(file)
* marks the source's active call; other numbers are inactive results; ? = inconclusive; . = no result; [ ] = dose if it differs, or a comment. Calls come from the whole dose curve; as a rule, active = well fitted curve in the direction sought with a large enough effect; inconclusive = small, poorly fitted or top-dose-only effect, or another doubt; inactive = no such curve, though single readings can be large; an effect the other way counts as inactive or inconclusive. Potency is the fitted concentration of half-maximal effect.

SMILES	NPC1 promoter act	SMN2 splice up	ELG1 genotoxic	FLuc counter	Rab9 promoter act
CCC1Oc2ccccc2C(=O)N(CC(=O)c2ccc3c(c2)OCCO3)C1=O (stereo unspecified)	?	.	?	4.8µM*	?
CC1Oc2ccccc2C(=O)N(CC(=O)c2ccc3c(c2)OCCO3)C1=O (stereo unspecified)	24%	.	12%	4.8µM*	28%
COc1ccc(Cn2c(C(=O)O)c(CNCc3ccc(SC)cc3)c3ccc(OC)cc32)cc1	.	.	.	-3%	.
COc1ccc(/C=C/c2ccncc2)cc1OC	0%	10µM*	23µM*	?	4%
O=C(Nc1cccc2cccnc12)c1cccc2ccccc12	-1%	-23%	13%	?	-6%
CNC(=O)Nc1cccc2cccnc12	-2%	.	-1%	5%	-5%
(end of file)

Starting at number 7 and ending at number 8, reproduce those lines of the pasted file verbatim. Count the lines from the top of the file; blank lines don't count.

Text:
O=C(Nc1cccc2cccnc12)c1cccc2ccccc12	-1%	-23%	13%	?	-6%
CNC(=O)Nc1cccc2cccnc12	-2%	.	-1%	5%	-5%